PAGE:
Tag Archives: executives

Around the Table

May 16, 2018 by
Photography by Bill Sitzmann and contributed

In this new department, the B2B editors are asking key questions of three executives in the same, or a similar, field. In this inaugural article, for the design issue, we spoke with three executives of ad agencies/PR firms: Robin Donovan, president of Bozell, which has nearly 50 employees; Wendy Wiseman, president and COO of Zaiss & Co., which has nearly 20 employees; and Dave Nelson, founder of Secret Penguin, which has nearly 10 employees.

Talent retention is a big worry for many ad agencies. How do you retain talented people? 

Donovan: Our culture is what keeps our people. The entrepreneurial environment, the family atmosphere (kids and pets are in and out), and the obsession with giving back to the community (paying rent for the space we occupy on this earth). Those who do leave for a time often come back. 

Wiseman: All [our employees] are empowered and expected to bring their “A” game. When people are motivated by meeting marketing challenges, they thrive here, because that’s what we do.

Nelson: We’re in a very fortunate position to have talented people, and even more fortunate to have thoughtful people. Our mission is to make communities better…and more fun. We hire, take on work, and have created a work environment based on that. Because of this mission being very authentic, and not something we just say to feel good, everyone here feels a sense of purpose. We don’t report to one another, we support one another.

Robin Donovan

What question are you often asked that drives you crazy?

Donovan: “Even though I’m an engineer, I created this brochure for my company. Everyone tells me it’s great. Do you think it’s great?”

Wiseman: “Do you do websites?” As a marketing partner we do what needs to be done to reach marketing goals. We say we are medium agnostic—we don’t favor one over the other and in fact, integrated media is what works, but planning, building, and maintaining websites is something we’ve done since companies could have websites.

Nelson: We can’t expect other people to know the right questions to ask about our industry. I’d rather have a conversation than not. I love questions. When I used to get upset about questions, it was more because I couldn’t just give a simple and clear answer—meaning I didn’t know enough to be able to talk about it. Furthermore, if anyone asks a question, that could mean we didn’t communicate clearly what we can offer—so every question is a potential learning opportunity.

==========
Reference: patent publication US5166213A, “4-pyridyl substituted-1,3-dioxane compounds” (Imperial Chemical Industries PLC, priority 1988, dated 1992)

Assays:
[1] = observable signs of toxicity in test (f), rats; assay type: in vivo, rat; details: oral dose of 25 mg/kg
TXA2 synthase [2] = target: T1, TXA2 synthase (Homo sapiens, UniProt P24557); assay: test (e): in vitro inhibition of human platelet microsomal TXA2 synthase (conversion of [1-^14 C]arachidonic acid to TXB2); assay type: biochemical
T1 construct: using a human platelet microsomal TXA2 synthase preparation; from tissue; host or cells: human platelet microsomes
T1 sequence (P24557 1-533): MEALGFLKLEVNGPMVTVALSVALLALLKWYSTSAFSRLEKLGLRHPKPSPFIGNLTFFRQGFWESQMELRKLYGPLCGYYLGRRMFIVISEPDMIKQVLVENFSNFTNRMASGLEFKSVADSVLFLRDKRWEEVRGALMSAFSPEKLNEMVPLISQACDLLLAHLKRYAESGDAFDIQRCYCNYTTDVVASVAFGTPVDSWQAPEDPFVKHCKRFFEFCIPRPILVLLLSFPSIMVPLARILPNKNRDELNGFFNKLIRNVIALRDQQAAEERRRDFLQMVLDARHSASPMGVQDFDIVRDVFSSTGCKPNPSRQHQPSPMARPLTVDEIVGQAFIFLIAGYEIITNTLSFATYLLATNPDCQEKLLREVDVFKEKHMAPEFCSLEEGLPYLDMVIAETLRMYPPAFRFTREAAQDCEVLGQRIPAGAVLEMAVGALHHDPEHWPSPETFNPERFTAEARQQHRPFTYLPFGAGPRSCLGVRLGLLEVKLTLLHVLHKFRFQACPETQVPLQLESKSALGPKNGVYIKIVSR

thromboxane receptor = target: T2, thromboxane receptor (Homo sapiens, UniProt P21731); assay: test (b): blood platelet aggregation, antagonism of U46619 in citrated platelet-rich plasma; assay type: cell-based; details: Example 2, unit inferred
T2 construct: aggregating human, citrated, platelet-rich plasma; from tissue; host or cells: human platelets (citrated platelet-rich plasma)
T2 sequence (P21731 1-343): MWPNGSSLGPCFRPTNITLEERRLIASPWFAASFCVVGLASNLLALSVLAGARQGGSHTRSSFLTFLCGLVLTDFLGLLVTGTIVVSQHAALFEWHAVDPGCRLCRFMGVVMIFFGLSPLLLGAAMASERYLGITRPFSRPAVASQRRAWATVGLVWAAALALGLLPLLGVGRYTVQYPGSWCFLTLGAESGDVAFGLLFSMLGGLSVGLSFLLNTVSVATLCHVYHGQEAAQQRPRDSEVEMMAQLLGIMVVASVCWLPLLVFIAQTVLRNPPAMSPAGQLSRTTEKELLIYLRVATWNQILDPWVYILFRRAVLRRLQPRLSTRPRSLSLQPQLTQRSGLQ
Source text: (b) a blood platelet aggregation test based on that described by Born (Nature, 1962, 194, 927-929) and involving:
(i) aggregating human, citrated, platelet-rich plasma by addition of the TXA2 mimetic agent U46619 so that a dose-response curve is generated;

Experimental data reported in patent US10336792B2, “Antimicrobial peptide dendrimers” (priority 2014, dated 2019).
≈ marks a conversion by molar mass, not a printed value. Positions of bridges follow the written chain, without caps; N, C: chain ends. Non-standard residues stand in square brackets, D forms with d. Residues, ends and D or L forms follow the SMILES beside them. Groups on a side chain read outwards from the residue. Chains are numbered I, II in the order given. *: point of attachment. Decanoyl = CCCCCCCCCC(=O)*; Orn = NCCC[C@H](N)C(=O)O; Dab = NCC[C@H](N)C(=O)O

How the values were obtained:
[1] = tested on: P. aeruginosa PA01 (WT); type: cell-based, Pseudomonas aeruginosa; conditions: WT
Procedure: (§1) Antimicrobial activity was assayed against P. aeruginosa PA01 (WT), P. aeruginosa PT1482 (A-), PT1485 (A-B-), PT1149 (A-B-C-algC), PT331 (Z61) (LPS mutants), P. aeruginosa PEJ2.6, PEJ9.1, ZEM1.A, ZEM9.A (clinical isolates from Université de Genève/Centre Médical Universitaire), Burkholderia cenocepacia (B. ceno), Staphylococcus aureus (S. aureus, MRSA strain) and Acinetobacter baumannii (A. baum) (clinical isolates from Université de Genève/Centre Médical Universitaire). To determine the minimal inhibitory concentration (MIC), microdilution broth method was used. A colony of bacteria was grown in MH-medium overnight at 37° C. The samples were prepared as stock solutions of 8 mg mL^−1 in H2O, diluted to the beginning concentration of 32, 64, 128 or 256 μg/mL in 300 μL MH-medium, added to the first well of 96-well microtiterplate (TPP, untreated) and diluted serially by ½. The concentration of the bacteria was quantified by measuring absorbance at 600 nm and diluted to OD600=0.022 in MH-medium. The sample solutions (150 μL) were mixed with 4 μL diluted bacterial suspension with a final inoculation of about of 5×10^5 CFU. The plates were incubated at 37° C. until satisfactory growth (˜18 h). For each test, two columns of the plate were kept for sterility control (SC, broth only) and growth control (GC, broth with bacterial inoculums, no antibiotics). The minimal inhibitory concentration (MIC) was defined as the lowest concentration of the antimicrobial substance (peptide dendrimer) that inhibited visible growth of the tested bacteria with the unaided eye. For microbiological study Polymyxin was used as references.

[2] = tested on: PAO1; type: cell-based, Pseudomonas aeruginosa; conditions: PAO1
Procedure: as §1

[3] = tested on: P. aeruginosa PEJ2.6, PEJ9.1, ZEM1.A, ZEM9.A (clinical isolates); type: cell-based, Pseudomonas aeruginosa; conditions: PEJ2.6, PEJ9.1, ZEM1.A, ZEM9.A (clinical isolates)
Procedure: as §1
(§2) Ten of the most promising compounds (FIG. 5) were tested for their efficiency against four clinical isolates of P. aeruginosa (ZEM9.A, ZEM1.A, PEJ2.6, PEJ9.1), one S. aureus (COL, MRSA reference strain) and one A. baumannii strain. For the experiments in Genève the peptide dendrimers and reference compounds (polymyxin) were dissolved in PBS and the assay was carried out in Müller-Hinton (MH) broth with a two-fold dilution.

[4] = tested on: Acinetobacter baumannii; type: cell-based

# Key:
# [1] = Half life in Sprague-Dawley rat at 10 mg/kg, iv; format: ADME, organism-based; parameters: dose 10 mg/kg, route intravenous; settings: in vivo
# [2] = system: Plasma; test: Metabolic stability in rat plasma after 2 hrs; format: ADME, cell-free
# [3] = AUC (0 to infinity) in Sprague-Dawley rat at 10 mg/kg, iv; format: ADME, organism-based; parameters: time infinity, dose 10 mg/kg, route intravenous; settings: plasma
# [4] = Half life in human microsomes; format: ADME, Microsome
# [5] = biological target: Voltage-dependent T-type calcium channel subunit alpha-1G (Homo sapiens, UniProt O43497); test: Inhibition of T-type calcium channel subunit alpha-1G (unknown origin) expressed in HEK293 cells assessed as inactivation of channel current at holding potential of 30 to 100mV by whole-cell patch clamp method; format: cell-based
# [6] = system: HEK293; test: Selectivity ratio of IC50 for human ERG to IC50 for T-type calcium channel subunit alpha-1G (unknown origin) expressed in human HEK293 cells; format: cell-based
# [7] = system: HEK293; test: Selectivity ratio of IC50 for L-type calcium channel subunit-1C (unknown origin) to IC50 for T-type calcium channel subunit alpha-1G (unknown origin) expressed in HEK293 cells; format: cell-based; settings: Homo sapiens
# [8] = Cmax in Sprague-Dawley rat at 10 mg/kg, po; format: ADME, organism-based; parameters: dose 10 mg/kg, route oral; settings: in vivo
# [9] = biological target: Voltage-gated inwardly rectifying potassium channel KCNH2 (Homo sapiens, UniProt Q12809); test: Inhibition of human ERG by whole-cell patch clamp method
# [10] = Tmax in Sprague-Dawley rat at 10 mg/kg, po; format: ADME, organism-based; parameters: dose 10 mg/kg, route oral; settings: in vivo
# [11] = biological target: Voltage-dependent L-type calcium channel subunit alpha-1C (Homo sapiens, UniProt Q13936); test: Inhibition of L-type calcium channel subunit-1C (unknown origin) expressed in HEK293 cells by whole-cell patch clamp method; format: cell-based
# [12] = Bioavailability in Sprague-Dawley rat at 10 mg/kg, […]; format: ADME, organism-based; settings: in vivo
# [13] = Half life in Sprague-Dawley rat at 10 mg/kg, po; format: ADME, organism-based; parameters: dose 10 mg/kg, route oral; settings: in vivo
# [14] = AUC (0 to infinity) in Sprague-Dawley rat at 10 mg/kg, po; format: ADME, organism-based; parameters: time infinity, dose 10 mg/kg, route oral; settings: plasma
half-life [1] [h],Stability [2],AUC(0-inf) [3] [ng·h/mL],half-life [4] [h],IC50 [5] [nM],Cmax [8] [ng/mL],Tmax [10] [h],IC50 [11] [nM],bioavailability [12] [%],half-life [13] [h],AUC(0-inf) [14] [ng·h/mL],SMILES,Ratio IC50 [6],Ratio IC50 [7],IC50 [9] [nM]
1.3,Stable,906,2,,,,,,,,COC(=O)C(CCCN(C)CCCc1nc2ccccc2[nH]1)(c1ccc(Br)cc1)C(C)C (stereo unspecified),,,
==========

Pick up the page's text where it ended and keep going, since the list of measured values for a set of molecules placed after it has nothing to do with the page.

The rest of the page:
What practices or resources help you stay ahead of the curve?  

Donovan: We go out of our way to recruit folks with an insatiable curiosity. That makes it a lot easier to keep up with what’s coming next, because as end users change, so must the methods of communicating with them change. These incredible folks are our best resources.

Wiseman: Belonging to the current conversation via forums, associations, certifications in the social sphere, being in the marketing culture. We observe and absorb what is working for brands out there, and frankly, we’re creating strategies that work and lead—all to get to goal.

Nelson: Caring. Caring about our clients, our clients’ communities they serve, our team, the work we put out—caring is the only reason to stay ahead of the curve and it pushes us to do whatever we each personally need to do to do so. That being said, each member of the team cares and they do their own thing to stay ahead of the curve with whatever their role is.

Wendy Wiseman

How are you working to create an enduring organization?  

Donovan: We don’t just do what is asked; we dive deeper and do what is needed to take our clients to the top or keep them there. And we are intent on helping them drive success to their bottom line.

Wiseman: Zaiss & Company just celebrated our 29-year anniversary. Our organization endures because we have an enduring mission to help our partners grow profitably through our dedication to making marketing strategies and marketing communication as effective as they can be. We stay up on our industry and those [industries] of our clients.

Nelson: One of our main goals has been to create a sustainable business. We prioritize everything we do at SecretPenguin with personal health (physical, mental, spiritual—whatever any of that means to the individual); relationships (family and friends); work; and community. We only take on work if we will create or refine the brand. And we are focused on a slow and steady growth plan to create a solid team and a solid group of clients.

What keeps you up at night?  

Donovan: Envisioning how we can possibly top our last success so that we can keep our clients enthralled and our staff engaged.

Wiseman: As entrepreneurs at heart, we relate to the responsibilities our clients carry. From marketing directors to presidents/CEOs of all sizes of businesses, we empathize with what keeps them up at night—leads, sales, earnings, competition, innovation, staffing. When we commit to helping grow our clients’ businesses with marketing, meeting their goals and strategic solutions play through our brains throughout the night.

Nelson: The only time I have a concern is when there is miscommunication. If there’s anything that keeps me up, it’s how to resolve any miscommunication that could hurt the team’s relationship or our client’s relationship.

Dave Nelson

How has your industry changed since you entered the field?